Life happens, but it rarely happens to conveniently coincide with the end of a lease. Your tenant needs to terminate their lease early, but signed a legal document with binding terms, including to pay rent through the end of the lease. However, as much as the lease serves to protect the landlord, there are laws in place to protect tenants as well. It’s important for property owners or managers (and renters) to know how to handle these situations.
Tenants want to break their leases for a plethora reasons—personal, professional, or because they believe the landlord breached the lease. Depending on the reason, the landlord might be legally bound to release the tenant without damages (so long as the tenant follows protocol). In many situations, it makes sense to be compassionate and work with the tenant to find a solution. It is important to note that if the tenant found an upgrade, is moving in with their partner, buying a home, or relocating out of town, the property owner is not on the hook to release them early.
In Colorado Springs, due to the heavy military presence, it is not uncommon for renters to terminate their lease early due to receiving military orders. SCRA, or the Servicemembers Civil Relief Act, gives servicemembers the ability to terminate their lease without repercussions. It is important for landlords to know that servicemember only need to deliver written notice to the landlord along with a copy of the military orders to enter active duty, deploy or PCS (oral notice is not sufficient), in order to meet the requirements for the SCRA.
Searching for a New Tenant
In most states the property owner or property manager is obligated to search for a new tenant when the current tenant chooses to terminate a lease. Likewise, the tenant is responsible for paying rent while the property owner is searching for a replacement. A landlord cannot legally hold the tenant to the terms of the lease, i.e. collect rent, while the unit passively sits vacant until the end of the lease. They can, however, charge rent until a replacement is found. Once the unit is filled, the previous tenant is off the hook (collecting double rent payments is illegal).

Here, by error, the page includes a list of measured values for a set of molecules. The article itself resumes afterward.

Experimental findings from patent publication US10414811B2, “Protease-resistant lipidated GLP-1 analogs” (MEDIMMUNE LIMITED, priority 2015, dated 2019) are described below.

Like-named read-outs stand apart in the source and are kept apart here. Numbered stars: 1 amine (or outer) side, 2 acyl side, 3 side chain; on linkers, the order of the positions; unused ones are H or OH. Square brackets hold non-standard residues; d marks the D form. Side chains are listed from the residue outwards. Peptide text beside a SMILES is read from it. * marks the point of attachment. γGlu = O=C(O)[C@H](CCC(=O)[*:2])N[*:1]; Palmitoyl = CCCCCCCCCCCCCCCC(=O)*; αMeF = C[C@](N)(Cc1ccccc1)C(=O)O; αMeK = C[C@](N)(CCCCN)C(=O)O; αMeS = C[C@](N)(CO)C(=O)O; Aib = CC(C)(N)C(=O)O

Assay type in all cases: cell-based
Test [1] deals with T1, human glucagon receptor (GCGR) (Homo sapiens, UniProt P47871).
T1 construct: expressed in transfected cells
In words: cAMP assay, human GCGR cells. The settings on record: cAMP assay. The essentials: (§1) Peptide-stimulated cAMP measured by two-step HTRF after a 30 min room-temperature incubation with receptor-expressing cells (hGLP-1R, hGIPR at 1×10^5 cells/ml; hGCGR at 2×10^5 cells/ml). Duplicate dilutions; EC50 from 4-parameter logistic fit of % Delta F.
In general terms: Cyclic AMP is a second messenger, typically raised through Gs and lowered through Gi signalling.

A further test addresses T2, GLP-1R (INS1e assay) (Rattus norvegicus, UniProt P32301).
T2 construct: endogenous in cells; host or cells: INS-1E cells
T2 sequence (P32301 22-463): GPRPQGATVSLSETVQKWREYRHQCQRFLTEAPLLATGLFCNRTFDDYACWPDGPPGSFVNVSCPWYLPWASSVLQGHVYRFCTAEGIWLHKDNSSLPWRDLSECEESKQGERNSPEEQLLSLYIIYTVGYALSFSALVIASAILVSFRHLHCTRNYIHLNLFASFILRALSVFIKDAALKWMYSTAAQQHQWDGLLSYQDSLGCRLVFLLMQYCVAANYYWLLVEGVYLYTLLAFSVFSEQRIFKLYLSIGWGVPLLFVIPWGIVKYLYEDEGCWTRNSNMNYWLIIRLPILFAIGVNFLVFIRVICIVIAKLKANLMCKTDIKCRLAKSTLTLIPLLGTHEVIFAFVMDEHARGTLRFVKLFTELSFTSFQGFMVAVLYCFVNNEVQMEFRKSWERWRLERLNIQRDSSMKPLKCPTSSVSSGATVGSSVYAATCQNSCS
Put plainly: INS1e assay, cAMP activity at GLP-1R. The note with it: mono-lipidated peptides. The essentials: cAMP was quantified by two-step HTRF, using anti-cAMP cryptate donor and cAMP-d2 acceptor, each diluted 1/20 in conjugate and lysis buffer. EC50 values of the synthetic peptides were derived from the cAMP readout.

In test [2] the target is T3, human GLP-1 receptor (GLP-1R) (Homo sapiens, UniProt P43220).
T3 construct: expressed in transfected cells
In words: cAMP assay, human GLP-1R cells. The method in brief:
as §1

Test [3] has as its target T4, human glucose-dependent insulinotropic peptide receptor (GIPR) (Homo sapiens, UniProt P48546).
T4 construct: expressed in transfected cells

Never allow the tenant to make commitments on your behalf by informally finding a sublet. It is important to maintain control over who you allow to live in the unit. If the tenant offers you a potential replacement, screen the applicants as you would for any anyone you would find on your own.
Early Termination of Lease Clause
A common solution to streamline early termination is to include an early termination clause in the lease. It allows owners to protect themselves by collecting a fee, typically two months’ rent (more would likely be considered excessive in court) to cover the empty unit until a new renter is found, while also giving the tenant a legal course to exit the lease.
Because owners are allowed to continue charging tenants for rent until a replacement is found, tenants often find it more attractive to pay a non-refundable fee to end the relationship and vacate. This benefits the tenant, who is not on the hook for the sum of the lease, as well as the owner, who does not have to refund the tenant a prorated amount for the overlap. However, if the owner ends up searching for a new tenant longer than two months, they have no legal recourse left against the tenant to recuperate any loss due to the vacancy.